Friday, January 26, 2018

Investigating The Assumption Of Mary

  • The Assumption Of Mary Defined:
          -The mother of our Lord Jesus Christ was taken directly into heaven in body and soul without physical death.
  • References Of Bodily Assumption Found In Scripture:
          -Enoch (Genesis 5:24)
          -Elijah (2 Kings 2:11)
          -Jesus (Acts 1:9)
  • There Is No "Assumption" Of Mary Recorded In Scripture And The Doctrine Is Therefore To Be Deemed Unscriptural. As Roman Catholic Apologist Karl Keating Confessed:
          -"fundamentalists ask, where is the proof from Scripture? Strictly, there is none. The mere fact that the Church teaches the doctrine of the Assumption as something definitely true is a guarantee that it is true" (Karl Keating, Catholicism And Fundamentalism, [San Francisco: Ignatius Press, 1988], p. 275)
  • The Most Primitive Christians Knew Nothing Concerning Mary's Alleged Assumption:
          -"Furthermore, the notion of Mary's assumption into heaven has left no trace in the literature of the third, much less of the second century. M. Jugie, the foremost authority on this question, concluded in his monumental study: 'The patristic tradition prior to the Council of Nicaea does not furnish us with any witness about the Assumption." (Raymond Brown, et al., Mary In The New Testament [Mahwah: Paulist Press, 1978], p. 266)
  • The Doctrine Of Mary's Assumption Is Strictly Apocryphal In Origin:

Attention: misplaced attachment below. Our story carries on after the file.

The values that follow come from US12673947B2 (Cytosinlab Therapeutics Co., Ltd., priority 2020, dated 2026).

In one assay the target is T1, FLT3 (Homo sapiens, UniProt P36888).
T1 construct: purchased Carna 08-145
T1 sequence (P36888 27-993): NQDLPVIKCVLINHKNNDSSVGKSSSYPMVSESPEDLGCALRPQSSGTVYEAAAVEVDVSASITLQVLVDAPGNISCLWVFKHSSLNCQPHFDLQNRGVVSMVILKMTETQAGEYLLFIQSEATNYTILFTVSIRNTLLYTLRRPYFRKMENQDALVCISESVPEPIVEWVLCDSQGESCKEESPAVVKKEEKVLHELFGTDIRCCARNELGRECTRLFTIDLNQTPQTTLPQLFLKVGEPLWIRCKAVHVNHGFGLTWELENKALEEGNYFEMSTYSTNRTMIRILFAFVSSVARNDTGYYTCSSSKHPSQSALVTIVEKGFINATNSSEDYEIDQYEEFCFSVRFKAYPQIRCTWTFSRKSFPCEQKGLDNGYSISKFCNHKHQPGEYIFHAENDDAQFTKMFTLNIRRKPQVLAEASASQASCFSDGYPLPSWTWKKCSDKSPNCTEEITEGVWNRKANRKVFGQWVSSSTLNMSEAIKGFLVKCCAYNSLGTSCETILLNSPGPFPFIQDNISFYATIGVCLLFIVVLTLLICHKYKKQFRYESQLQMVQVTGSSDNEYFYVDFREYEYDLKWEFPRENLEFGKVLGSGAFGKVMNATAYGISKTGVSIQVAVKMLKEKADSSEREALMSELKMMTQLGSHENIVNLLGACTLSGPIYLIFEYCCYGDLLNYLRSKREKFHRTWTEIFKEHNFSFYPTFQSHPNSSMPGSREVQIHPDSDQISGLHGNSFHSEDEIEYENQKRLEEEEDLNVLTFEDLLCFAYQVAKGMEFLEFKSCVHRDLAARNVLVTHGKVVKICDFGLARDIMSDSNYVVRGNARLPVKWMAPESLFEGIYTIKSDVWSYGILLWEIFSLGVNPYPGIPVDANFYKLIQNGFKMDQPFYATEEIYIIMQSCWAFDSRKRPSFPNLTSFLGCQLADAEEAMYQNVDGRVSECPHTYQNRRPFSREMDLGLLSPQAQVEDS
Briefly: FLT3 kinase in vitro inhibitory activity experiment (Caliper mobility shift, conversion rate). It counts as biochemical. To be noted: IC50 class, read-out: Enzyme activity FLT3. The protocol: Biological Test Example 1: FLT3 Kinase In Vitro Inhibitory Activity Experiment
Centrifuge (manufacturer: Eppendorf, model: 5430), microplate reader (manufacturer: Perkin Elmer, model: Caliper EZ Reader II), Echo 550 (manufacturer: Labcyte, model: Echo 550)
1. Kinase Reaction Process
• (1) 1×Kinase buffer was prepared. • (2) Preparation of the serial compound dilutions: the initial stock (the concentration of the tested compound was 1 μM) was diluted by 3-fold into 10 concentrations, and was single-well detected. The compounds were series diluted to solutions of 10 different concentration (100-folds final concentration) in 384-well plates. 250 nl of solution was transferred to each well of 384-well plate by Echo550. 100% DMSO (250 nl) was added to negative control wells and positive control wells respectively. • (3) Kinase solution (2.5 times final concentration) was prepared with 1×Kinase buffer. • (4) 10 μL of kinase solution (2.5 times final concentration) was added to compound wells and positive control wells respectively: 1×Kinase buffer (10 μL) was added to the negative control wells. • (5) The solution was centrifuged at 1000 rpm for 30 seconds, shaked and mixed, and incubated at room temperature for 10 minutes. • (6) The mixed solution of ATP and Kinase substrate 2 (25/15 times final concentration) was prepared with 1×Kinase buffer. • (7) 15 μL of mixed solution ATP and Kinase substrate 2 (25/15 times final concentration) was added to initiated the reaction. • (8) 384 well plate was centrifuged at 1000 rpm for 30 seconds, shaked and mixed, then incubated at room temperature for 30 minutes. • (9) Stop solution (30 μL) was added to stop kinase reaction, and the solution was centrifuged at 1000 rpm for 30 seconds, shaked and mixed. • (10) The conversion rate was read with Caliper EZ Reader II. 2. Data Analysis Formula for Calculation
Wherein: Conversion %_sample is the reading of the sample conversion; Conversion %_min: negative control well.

-"The idea of the bodily assumption of Mary is first expressed in certain transitus–narratives of the fifth and sixth centuries. Even though these are apocryphal they bear witness to the faith of the generation in which they were written despite their legendary clothing. The first Church author to speak of the bodily ascension of Mary, in association with an apocryphal transitus B.M.V., is St. Gregory of Tours’." (Ludwig Ott, Fundamentals of Catholic Dogma (Rockford: Tan, 1974), pp. 209–210)
  • The Catholic Encyclopedia Tells Us That The First "Authentic" References To The Bodily Assumption Of Mary Can Be Found In Writings Dated In The Sixth Through Eight Centuries:
          -“The belief in the corporeal assumption of Mary is founded on the apocryphal treatise De Obitu S. Dominae, bearing the name of St. John, which belongs however to the fourth or fifth century. It is also found in the book De Transitu Virginis, falsely ascribed to St. Melito of Sardis, and in a spurious letter attributed to St. Denis the Areopagite. If we consult genuine writings in the East, it is mentioned in the sermons of St. Andrew of Crete, St. John Damascene, St. Modestus of Jerusalem and others. In the West, St. Gregory of Tours (De gloria mart., I, iv) mentions it first. The sermons of St. Jerome and St. Augustine for this feast, however, are spurious.”
  • The Assumption Of Mary Was Not Officially Declared An Article Of The Roman Catholic Faith Until 1950 By Pope Pius XII:
          -“The Immaculate Mother of God, the ever Virgin Mary, having completed the course of her earthly life, was assumed body and soul into heavenly glory” (Munificentissimus Deus)
  • "Scriptural Proofs" Are Not Infallible As Is Roman Catholic Dogma:
          -"Catholic theologians teach with general concurrence, and quite in the spirit of the Church, that even a Scriptural proof in favour of a decree held to be infallible, is not itself infallible, but only the dogma as defined." [Originally cited by James Swan, Source: Johann Adam Mohler, Symbolism: Exposition of the doctrinal Differences between Catholics and Protestants as evidenced by their Symbolic Writings, trans James Burton Robertson (New York: Crossroad Publishing, 1997), p.296].

1 comment:

  1. Ah, so if the RCC teaches something as true, that means it's true? So, Rome teaches evolution is true, so I guess we are all wrong to accept the Biblical view of creation. What if Rome says 2+2=5? does that make it true? What we have is circular reasoning, of course, but it also goes to show the cultic nature of the RCC.